According to the latest figures published by Statistics New Zealand (www.stats.govt.nz), record numbers of migrants arrived in the period Jan – Nov 2013. In this period, 93,000 migrants arrived, the highest amount for a decade. This meant that there was a net gain of 2800 migrants for the country.
The majority of migrants came from the UK (5,900 for the period Jan – Nov 2013).
China is the second biggest group of migrants to NZ followed by India, The Philippines and Germany. The regions of Auckland and Canterbury received the most migrants.
Statistics NZ have also published information about trends in different regions in New Zealand. The Northland Region, the northernmost area of the country, (main population area Whangarei), has mainly migrants arriving from the UK and Australia.
The Southland region receives migrants mainly from Asia. Framing is the main occupation here as agriculture is the dominant regional industry.
A recent New Zealand Immigration policy change means that additional points are now awarded for skilled migrants with job offers outside of Auckland so skilled migrants are likely to be increasingly populating other regions of the country in the future.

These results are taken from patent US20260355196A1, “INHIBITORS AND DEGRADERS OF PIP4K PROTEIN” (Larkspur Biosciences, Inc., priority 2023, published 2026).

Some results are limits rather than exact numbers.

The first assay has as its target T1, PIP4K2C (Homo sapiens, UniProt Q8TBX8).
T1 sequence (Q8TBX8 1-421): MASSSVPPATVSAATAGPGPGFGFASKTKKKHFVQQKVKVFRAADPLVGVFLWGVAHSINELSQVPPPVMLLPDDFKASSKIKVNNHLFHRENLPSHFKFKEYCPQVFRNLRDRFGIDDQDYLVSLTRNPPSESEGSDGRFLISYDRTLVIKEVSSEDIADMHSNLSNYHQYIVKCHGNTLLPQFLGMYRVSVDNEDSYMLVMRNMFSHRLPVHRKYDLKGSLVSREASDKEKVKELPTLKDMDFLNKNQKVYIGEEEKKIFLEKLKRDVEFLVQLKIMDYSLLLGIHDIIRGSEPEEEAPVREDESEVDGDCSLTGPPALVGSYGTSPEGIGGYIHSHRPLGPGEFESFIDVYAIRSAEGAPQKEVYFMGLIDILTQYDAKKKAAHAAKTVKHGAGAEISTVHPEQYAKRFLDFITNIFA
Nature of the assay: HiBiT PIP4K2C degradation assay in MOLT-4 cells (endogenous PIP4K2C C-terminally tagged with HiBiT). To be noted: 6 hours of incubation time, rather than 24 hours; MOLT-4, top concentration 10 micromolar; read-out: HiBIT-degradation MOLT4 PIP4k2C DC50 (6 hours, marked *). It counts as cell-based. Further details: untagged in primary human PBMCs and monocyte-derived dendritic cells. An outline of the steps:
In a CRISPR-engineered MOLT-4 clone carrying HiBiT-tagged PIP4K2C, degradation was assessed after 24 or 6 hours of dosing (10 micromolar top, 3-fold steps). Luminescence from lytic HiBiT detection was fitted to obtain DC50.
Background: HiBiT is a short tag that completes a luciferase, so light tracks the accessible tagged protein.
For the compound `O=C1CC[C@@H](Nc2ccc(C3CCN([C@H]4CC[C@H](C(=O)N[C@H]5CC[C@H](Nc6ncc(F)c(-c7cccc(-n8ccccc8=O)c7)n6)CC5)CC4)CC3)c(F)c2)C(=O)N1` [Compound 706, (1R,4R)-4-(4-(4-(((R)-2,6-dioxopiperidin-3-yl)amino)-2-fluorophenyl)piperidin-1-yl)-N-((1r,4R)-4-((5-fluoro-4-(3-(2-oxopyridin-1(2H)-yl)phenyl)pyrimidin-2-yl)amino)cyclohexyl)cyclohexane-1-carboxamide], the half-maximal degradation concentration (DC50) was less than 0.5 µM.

The main drivers of immigration are work-related. Construction and engineering migrants are in demand with Auckland recently announcing plans for large infrastructure programmes and the Christchurch rebuild. Migrants are needed to fill skills shortages in these areas over the coming years.
The Christchurch rebuild is said to be the largest construction project in the history of New Zealand. After a series of earthquakes, a large area of the city needs to be rebuilt and new commercial and residential buildings erected. It is estimated that around 36,000 additional workers will be needed in the city including many tradesmen, construction workers and engineering workers. The employment opportunities for this city are attracting migrants from the UK and all around the world and this trend is likely to continue over the next few years.
The discovery and exploitation of offshore energy reserves have also led to certain areas of New Zealand becoming more popular with migrants. The Taranaki region, for example, can offer potential migrants many opportunities for employment. As a growing oil and gas producing region, it is often referred to as ‘the energy province’. Skills shortages are anticipated for the area over the next 2-3 years. Further information about moving to Taranaki can be found on the Venture Taranaki website www.taranaki.info.
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